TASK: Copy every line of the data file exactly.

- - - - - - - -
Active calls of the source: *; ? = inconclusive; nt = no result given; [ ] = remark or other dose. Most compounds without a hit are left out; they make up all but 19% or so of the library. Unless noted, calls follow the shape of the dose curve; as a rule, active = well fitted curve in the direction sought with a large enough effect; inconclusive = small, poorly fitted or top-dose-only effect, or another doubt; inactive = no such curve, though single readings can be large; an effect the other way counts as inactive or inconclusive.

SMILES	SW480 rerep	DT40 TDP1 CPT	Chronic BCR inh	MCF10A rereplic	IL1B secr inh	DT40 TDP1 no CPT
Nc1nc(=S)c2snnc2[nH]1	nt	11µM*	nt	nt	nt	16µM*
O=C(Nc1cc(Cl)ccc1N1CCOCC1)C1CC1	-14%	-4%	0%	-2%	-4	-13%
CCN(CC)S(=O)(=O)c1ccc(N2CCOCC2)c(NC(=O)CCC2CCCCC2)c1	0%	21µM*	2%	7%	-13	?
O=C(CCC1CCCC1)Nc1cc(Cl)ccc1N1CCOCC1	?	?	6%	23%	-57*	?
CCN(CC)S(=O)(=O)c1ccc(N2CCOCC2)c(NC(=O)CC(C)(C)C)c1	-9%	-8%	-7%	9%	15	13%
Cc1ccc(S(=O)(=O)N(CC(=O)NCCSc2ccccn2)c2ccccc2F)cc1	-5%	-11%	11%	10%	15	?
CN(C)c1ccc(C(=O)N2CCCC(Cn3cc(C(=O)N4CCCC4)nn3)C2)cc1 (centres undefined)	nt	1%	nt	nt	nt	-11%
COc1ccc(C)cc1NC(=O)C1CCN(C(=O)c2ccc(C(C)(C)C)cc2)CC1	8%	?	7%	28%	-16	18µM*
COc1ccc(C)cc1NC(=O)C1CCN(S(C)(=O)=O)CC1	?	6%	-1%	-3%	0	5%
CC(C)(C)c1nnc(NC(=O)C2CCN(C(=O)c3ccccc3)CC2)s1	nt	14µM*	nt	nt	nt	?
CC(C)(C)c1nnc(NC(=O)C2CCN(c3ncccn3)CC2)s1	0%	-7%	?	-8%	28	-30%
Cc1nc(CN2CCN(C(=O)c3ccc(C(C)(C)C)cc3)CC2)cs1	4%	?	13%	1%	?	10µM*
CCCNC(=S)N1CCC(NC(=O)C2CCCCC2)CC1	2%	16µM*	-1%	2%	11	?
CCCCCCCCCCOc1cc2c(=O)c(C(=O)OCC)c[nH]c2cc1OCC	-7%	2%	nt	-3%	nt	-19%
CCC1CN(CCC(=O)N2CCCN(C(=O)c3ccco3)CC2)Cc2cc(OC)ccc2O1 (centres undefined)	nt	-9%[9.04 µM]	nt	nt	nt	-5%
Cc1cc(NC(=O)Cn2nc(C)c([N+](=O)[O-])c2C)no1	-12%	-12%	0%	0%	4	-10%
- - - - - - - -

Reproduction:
Active calls of the source: *; ? = inconclusive; nt = no result given; [ ] = remark or other dose. Most compounds without a hit are left out; they make up all but 19% or so of the library. Unless noted, calls follow the shape of the dose curve; as a rule, active = well fitted curve in the direction sought with a large enough effect; inconclusive = small, poorly fitted or top-dose-only effect, or another doubt; inactive = no such curve, though single readings can be large; an effect the other way counts as inactive or inconclusive.

SMILES	SW480 rerep	DT40 TDP1 CPT	Chronic BCR inh	MCF10A rereplic	IL1B secr inh	DT40 TDP1 no CPT
Nc1nc(=S)c2snnc2[nH]1	nt	11µM*	nt	nt	nt	16µM*
O=C(Nc1cc(Cl)ccc1N1CCOCC1)C1CC1	-14%	-4%	0%	-2%	-4	-13%
CCN(CC)S(=O)(=O)c1ccc(N2CCOCC2)c(NC(=O)CCC2CCCCC2)c1	0%	21µM*	2%	7%	-13	?
O=C(CCC1CCCC1)Nc1cc(Cl)ccc1N1CCOCC1	?	?	6%	23%	-57*	?
CCN(CC)S(=O)(=O)c1ccc(N2CCOCC2)c(NC(=O)CC(C)(C)C)c1	-9%	-8%	-7%	9%	15	13%
Cc1ccc(S(=O)(=O)N(CC(=O)NCCSc2ccccn2)c2ccccc2F)cc1	-5%	-11%	11%	10%	15	?
CN(C)c1ccc(C(=O)N2CCCC(Cn3cc(C(=O)N4CCCC4)nn3)C2)cc1 (centres undefined)	nt	1%	nt	nt	nt	-11%
COc1ccc(C)cc1NC(=O)C1CCN(C(=O)c2ccc(C(C)(C)C)cc2)CC1	8%	?	7%	28%	-16	18µM*
COc1ccc(C)cc1NC(=O)C1CCN(S(C)(=O)=O)CC1	?	6%	-1%	-3%	0	5%
CC(C)(C)c1nnc(NC(=O)C2CCN(C(=O)c3ccccc3)CC2)s1	nt	14µM*	nt	nt	nt	?
CC(C)(C)c1nnc(NC(=O)C2CCN(c3ncccn3)CC2)s1	0%	-7%	?	-8%	28	-30%
Cc1nc(CN2CCN(C(=O)c3ccc(C(C)(C)C)cc3)CC2)cs1	4%	?	13%	1%	?	10µM*
CCCNC(=S)N1CCC(NC(=O)C2CCCCC2)CC1	2%	16µM*	-1%	2%	11	?
CCCCCCCCCCOc1cc2c(=O)c(C(=O)OCC)c[nH]c2cc1OCC	-7%	2%	nt	-3%	nt	-19%
CCC1CN(CCC(=O)N2CCCN(C(=O)c3ccco3)CC2)Cc2cc(OC)ccc2O1 (centres undefined)	nt	-9%[9.04 µM]	nt	nt	nt	-5%
Cc1cc(NC(=O)Cn2nc(C)c([N+](=O)[O-])c2C)no1	-12%	-12%	0%	0%	4	-10%